This is a battle of two of the hottest teams in the National Football League. It could shape up to be one of the premier showdowns of the entire NFL season. NBC got this one right. The Eagles are 8-3 dating back to the end of last season. The Giants, meanwhile, have only lost once in their last 12 games. We preview this NFC East battle in Countdown To Kickoff ...
With the exception of guard Shawn Andrews, the Eagles could have every player healthy and ready to play Sunday night against the Giants. It comes at a crucial time, when a win against the Giants could place the Eagles dead smack in the middle of the NFC East title hunt, which could dictate the entire playoff race in the conference.
Lito Sheppard (groin), Brian Dawkins (hamstring) and Brian Westbrook (knee) all practiced on Friday after having been limited earlier in the week. Tight end L.J. Smith had a full workload after missing last Sunday's game with a concussion.
Finally, it's the addition of weapons that head coach Andy Reid will have to gameplan for as opposed to the absence of key cogs. And seeing as the Eagles will be locked in a battle against New York, which will be missing starting safety James Butler, it couldn't have come at a more convenient time.
FROM THE COACH'S DESK
In preparing for the Giants, offensive coordinator Marty Mornhinweg has to get his team ready for much more pressure up the middle than is typical.
Defensive tackles Fred Robbins, Barry Cofield and Jay Alford have combined for nine sacks this season, which creates multiple problems for the Eagles' offensive line and quarterback Donovan McNabb.
"Pressure up the middle, the quarterback has less air. Even when (the defender)'s blocked, there's less air," Mornhinweg said. "The lanes are shut down just a little bit; the immediate lanes right in front of him. Many times, they make the quarterback slide or move. More than half the time, you're sliding or moving or full-scramble or up and out."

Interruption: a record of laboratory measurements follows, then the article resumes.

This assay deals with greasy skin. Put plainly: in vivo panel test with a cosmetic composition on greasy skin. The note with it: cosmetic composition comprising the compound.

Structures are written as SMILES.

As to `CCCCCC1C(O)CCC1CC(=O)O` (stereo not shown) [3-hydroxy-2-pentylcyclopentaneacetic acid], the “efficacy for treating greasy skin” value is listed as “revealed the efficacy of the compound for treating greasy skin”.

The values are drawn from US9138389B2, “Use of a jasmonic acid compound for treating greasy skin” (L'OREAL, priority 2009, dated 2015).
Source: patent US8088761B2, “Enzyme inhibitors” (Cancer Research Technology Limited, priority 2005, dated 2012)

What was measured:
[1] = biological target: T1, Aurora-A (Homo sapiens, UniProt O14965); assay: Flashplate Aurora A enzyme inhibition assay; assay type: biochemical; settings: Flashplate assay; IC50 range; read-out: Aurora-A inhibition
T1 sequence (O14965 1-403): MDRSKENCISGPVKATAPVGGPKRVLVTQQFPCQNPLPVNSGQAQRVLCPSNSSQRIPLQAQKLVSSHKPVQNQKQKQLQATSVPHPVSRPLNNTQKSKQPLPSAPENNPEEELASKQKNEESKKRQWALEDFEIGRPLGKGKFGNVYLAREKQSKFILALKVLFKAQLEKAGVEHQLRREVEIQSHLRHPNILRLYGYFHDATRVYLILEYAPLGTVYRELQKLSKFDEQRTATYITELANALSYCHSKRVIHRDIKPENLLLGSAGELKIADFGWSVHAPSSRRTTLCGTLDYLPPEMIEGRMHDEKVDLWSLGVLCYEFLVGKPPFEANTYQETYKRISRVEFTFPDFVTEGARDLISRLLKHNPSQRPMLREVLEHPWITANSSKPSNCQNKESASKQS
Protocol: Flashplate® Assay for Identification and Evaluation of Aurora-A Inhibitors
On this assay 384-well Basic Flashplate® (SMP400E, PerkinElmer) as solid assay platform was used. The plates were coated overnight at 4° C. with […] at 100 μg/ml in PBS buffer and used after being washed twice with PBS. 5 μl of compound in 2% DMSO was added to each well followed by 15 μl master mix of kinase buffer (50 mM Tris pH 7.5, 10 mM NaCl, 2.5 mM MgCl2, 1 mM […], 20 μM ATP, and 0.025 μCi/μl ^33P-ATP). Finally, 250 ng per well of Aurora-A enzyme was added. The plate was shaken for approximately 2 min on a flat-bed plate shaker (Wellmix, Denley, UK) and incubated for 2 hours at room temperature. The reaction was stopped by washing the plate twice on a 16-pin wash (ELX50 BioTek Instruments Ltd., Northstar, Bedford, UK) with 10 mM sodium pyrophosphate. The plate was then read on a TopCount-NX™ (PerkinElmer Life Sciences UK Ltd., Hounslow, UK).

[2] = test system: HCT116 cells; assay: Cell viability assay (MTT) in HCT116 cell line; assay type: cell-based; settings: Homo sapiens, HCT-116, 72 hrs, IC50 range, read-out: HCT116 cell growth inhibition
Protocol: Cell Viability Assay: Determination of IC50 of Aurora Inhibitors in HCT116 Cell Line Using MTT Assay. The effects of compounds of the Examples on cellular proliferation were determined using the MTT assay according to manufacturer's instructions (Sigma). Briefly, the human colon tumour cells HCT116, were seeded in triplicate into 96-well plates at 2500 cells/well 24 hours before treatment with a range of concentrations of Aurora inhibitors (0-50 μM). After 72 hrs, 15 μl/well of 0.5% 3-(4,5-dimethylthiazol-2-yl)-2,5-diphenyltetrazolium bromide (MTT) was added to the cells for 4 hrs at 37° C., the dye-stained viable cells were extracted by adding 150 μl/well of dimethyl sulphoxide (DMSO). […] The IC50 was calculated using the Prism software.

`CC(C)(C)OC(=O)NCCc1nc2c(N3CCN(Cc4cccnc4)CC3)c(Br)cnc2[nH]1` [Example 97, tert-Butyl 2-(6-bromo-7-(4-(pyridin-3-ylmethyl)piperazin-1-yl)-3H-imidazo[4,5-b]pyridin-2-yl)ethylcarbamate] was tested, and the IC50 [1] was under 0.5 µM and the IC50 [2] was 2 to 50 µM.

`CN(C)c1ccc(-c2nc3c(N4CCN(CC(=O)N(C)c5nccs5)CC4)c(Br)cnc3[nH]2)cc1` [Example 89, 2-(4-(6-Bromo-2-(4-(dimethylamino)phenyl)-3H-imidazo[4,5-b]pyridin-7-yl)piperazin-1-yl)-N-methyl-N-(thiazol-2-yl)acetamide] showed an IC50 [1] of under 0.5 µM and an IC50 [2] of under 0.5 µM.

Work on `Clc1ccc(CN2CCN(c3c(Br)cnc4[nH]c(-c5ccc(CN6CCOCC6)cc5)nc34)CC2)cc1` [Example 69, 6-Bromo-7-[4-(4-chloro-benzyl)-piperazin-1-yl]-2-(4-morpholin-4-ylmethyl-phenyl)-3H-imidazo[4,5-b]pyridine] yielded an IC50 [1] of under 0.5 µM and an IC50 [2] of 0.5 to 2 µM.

What makes the Giants defense more confusing is their constant rotation of personnel, not unlike Spagnuolo's tutor, Jim Johnson, does with the Eagles.
Often, defensive end Justin Tuck will shift inside to create additional pressure.
"They stand him up sometimes inside. He's just an exceptional athlete with pass-rush ability," Mornhinweg said. "Yeah, if you get a guy like that, normally you're going to move him around. We've seen several like that and we'll continue to see guys like that."
PLAYERS TO WATCH
DE Justin TuckTuck, who replaced the retired Michael Strahan, comes into Week 10 ranked sixth in the league in sacks. He's been red hot lately, registering 5.5 sacks in his last three games. However, the fourth-year player out of Notre Dame will have to get by Eagles tackle Jon Runyan, who's been around the block a few times. If Tuck has a good game, so will the Giants.
WR Plaxico BurressAfter playing the good soldier on a Super Bowl championship team, Burress has rocked the boat a few times this season. It obviously hasn't hindered the Giants, but it may have hurt Burress' game. Through seven games, he's caught just 31 balls for 390 yards and he hasn't found the end zone in three weeks. Which Burress will show up? The one the always seems to come up big against the Eagles or the one that seems disinterested and distracted?
TE L.J. SmithSmith will see his first action in since leaving the game against the Falcons with a concussion. Backup tight end Brent Celek had a monster game in Smith's absence last week, catching six passes for 131 yards. That's more yards than Smith has accumulated through the first six games of the season. Against the Giants on Sunday, Smith may just be playing for his starting job.
CB Asante SamuelAfter playing against Dallas earlier this season, Samuel said how excited he was to be a part of a real rivalry. If he thought the Cowboys were a rival, wait until he gets a load of the Eagles-Giants rivalry. Both Brian Dawkins and Donovan McNabb have said that in their time in Philadelphia, the Giants game has been the most intense. Giants' receiver Plaxico Burress has torched the Eagles in the past, so Samuel may be Philadelphia's ace-in-the-hole.